All weathers

 

Whatever the weather . . .

In many cultures – and certainly in the British culture – we love to talk about the weather. It comes up naturally and is often a fall back for conversation when passing a neighbour in the street.

We are great at observing the weather. We dress differently according to how we perceive the weather to be. We freely discuss it.

We are sometimes not so great at observing our emotions. We may seek to hide how we are feeling from others. We fail to share.

We can be intentional about observing our emotions, taking time to identify our dominant emotion i.e. how are we feeling? Happy? Sad? Annoyed? Angry? Calm? Peaceful? Disappointed? Hopeful?

Sometimes it is helpful to express our dominant emotion. When our dominant emotion is very strong we can hardly not express it! When we are really happy – or really angry – it bursts out! Even strangers will probably enjoy sharing in our happiness but our anger might be less welcome. Whether it’s a welcome or difficult emotion, going through the process of observing it and labelling it helps us to be appropriate in our next steps.

Identifying our emotion is key to understanding it. If I identify I feel annoyed, I can then reflect on why I am annoyed. As I do this, I may be tempted to blame someone else for my emotion. But the way I feel is actually determined by how I think about the situation, not necessarily someone else’s action.

Here’s an example:

Activating event: someone pushes into a queue I am in.

Belief: I believe joining the end of the queue is the right thing to do.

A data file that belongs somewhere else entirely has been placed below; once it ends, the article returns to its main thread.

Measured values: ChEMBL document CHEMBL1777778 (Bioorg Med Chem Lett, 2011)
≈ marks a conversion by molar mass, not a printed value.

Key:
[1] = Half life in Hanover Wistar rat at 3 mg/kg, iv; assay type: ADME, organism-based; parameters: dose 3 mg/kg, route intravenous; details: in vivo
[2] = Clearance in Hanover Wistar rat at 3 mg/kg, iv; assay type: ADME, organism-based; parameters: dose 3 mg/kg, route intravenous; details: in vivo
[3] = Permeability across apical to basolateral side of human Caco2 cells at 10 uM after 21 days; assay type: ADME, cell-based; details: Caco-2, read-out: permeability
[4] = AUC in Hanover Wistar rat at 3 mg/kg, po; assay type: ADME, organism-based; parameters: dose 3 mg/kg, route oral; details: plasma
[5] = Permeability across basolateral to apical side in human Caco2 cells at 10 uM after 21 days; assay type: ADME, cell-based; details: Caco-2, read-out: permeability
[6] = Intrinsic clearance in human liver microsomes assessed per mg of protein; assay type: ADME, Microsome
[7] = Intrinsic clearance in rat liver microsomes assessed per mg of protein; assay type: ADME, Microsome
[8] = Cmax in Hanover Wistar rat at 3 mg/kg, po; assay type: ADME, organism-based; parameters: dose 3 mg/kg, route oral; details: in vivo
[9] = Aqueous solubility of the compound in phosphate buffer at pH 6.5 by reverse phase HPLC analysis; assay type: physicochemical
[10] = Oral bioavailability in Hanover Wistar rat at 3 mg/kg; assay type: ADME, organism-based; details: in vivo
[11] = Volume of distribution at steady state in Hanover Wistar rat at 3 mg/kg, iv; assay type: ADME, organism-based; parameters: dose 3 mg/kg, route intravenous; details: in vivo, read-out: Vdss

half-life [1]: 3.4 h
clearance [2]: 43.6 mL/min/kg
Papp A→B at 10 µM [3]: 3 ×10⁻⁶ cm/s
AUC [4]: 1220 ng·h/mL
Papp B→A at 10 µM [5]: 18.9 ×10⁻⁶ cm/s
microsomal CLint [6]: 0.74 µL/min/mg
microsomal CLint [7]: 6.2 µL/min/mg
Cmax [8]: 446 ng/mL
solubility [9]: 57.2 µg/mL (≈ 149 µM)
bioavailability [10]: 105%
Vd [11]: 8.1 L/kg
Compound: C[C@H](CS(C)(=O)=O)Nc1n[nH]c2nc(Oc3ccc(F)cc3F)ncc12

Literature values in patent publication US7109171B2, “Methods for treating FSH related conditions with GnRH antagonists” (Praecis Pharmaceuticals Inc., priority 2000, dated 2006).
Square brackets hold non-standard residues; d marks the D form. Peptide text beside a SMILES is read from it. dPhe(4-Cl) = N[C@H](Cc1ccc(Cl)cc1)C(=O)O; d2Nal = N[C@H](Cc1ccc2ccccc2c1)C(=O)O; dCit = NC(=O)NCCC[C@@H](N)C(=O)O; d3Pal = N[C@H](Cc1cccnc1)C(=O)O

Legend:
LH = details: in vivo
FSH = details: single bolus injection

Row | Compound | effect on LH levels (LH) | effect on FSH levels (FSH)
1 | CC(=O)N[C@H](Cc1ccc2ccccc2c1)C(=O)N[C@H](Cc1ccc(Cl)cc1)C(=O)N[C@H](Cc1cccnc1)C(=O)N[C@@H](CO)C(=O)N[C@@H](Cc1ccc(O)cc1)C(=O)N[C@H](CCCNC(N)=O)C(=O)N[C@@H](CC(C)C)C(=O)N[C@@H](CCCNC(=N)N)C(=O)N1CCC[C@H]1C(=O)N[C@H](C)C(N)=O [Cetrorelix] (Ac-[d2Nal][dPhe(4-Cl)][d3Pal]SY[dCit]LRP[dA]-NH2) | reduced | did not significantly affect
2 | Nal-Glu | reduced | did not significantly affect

Consequence: I feel annoyed.

So I identify my annoyance. I recognise it is because someone ‘pushed’ into the queue (it’s a strong emotion – someone pushed in!).

Armed with this information, I can question my belief, perhaps crediting the person with a reason for their urgency that I might not be aware of. Or I can challenge the person, pointing out politely where to join the queue. Or I can smile at my belief, recognising that others may not share that belief and – after all – the difference in time to me at that moment is inconsequential. There is no ‘right’ in this situation – all of these choices are open to me and all of them reduce my annoyance. Identifying my emotion gives me choices on the outworking of that emotion.

Life throws up far more complex situations and emotions than a queue jumper and the resulting annoyance. Let’s observe them. Let’s label them. Let’s be open to sharing them. Let’s understand our own beliefs in the situation. Let’s open ourselves up to having choices.

And if it makes you more comfortable, you can even use metaphors relating to the weather to identify your emotions. It’s a cultural thing I know!

This is Mindful Monday on 10 August 2020.

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